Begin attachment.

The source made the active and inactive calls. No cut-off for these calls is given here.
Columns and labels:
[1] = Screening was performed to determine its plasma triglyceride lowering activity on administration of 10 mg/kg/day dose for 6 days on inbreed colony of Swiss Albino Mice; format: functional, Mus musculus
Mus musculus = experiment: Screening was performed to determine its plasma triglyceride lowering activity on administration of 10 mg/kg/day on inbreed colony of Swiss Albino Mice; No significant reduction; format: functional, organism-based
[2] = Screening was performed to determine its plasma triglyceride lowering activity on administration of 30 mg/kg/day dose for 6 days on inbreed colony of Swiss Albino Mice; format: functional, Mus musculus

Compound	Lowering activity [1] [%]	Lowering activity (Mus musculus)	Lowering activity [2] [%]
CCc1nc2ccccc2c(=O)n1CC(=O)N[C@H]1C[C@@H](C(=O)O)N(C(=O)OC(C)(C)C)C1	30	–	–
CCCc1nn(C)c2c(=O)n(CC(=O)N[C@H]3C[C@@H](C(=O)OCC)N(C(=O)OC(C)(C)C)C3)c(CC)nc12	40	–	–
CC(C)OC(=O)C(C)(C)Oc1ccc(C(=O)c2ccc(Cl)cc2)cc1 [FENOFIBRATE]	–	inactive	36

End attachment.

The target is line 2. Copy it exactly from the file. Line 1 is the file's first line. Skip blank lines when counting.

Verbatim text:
Columns and labels: